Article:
Monday, March 21, 2011

DeLong Smackdown

Over at his blog, Professor DeLong completely destroys a fellow economists who made the following argument:

Keynesianism has conquered the hearts and minds of politicians and ordinary people alike because it provides a theoretical justification for irresponsible behaviour. Medical science has established that one or two glasses of wine per day are good for your long-term health, but no doctor would recommend a recovering alcoholic to follow this prescription. Unfortunately, Keynesian economists do exactly this. They tell politicians, who are addicted to spending our money, that government expenditures are good. And they tell consumers, who are affected by severe spending problems, that consuming is good, while saving is bad. In medicine, such behaviour would get you expelled from the medical profession; in economics, it gives you a job in Washington...

As DeLong notes:

Zingales's claim--that because the current crisis is a trust crisis that has left the economy short of safe high-quality liquid assets we cannot restore employment by having the government build roads and finance road construction by issuing trusted safe high-quality liquid assets--that claim is so incoherent as to reveal nothing more than a failure on Zingales's part to think any of the issues through for more than a weekend. Zingales is a smart guy. But he is also pig-ignorant about what economists have thought and said in the past. And because he is pig-ignorant, he has mentally disarmed himself.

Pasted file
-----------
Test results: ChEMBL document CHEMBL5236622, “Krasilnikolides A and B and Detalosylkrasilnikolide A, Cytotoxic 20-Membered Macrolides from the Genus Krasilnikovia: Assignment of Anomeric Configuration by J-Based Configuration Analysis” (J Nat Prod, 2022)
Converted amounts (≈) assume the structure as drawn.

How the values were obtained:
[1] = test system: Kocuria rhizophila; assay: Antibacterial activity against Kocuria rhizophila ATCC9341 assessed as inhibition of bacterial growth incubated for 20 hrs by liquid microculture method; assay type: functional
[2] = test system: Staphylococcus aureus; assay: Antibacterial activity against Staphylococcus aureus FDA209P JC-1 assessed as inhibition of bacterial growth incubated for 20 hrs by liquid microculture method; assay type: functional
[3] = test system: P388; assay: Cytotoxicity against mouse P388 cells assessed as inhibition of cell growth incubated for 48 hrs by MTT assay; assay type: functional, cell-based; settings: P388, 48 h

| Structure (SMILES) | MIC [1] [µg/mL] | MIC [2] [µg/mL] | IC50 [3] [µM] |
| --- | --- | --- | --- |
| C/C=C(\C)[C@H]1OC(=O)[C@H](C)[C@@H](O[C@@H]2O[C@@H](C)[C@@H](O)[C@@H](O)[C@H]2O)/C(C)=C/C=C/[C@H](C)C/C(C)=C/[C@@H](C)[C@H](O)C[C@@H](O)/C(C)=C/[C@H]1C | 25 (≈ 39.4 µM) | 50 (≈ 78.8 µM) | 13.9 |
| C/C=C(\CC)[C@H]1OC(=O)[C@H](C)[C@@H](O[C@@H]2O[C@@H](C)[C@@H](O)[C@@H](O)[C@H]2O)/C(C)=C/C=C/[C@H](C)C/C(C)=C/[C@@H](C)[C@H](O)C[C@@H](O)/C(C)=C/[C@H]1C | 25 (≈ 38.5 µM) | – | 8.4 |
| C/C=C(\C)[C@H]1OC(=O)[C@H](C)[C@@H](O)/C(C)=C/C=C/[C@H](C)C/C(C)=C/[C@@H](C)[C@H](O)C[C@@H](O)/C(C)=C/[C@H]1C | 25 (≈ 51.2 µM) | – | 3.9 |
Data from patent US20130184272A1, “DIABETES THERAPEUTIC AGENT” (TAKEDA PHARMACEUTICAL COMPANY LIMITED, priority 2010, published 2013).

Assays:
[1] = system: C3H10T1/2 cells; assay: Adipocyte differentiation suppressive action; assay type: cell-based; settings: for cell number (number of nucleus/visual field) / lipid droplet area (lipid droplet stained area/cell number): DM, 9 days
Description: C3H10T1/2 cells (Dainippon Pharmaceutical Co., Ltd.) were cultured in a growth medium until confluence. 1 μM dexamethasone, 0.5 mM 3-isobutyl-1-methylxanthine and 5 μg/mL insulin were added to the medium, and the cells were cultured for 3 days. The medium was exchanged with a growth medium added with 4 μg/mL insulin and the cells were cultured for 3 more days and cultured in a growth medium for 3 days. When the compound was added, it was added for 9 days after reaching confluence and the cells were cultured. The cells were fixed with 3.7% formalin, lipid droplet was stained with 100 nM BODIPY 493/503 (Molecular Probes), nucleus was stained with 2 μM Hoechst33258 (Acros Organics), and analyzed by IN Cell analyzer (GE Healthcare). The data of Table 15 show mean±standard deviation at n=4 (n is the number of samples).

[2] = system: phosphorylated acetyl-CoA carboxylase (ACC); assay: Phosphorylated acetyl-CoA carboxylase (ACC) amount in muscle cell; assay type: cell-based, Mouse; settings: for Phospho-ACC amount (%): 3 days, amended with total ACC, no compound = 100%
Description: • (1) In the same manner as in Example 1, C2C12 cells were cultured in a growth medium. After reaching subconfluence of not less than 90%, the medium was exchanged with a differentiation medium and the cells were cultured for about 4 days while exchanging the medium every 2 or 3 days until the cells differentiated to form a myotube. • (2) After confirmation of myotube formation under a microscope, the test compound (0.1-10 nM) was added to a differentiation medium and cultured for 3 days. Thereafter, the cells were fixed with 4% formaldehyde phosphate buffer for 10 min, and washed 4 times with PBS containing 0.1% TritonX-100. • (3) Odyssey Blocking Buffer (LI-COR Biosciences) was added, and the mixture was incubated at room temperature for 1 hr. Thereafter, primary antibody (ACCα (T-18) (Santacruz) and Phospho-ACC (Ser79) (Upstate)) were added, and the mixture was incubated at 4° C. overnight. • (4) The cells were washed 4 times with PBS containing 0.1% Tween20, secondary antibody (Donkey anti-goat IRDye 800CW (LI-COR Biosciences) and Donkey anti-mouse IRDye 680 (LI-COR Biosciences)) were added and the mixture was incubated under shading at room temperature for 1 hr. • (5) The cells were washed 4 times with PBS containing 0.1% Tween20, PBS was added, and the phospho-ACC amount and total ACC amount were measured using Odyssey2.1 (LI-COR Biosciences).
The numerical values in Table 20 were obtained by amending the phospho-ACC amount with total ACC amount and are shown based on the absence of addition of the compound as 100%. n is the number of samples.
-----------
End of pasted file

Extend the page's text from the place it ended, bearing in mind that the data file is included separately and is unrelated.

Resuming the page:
DeLong next quotes a number of modern day economist who argued against the stimulus plan, saying such thought was backward thinking, out-of-date etc... This is a perfect example of really stupid smart people. First, consider that government spending is part of the GDP equation (C+I+(net exports)+G (GOVERNMENT SPENDING), indicating that a positive contribution from government spending would increase GDP and a negative contribution from government spending would decrease GDP. That's called simple math. Also consider that every government that has implemented austerity measures has seen slower growth. I've documented the data several times (see here and here). That's data -- as in what happens in the real world when certain things are tried. Hell, even Mish noted that austerity measures were slowing down economic growth after calling for those same measures. In short, these professors are so blinded by ideology that they can't see what actually happens in the real world when they do certain things.

Certain kinds of government expenditures are good and at certain times. For example, infrastructure spending is good as it creates the physical goods on which the economy grows. Ever wonder why the U.S economy grew strongly in the 1960s? Take a look back to the 1950s when the national highway system was proposed and started. The ability to move more goods and services from point a to point b increases the supply and demand of those goods for all parties involved. Again, this is not that complicated. However, it does involve reality, which seems to be lacking in a variety of economic departments across the country.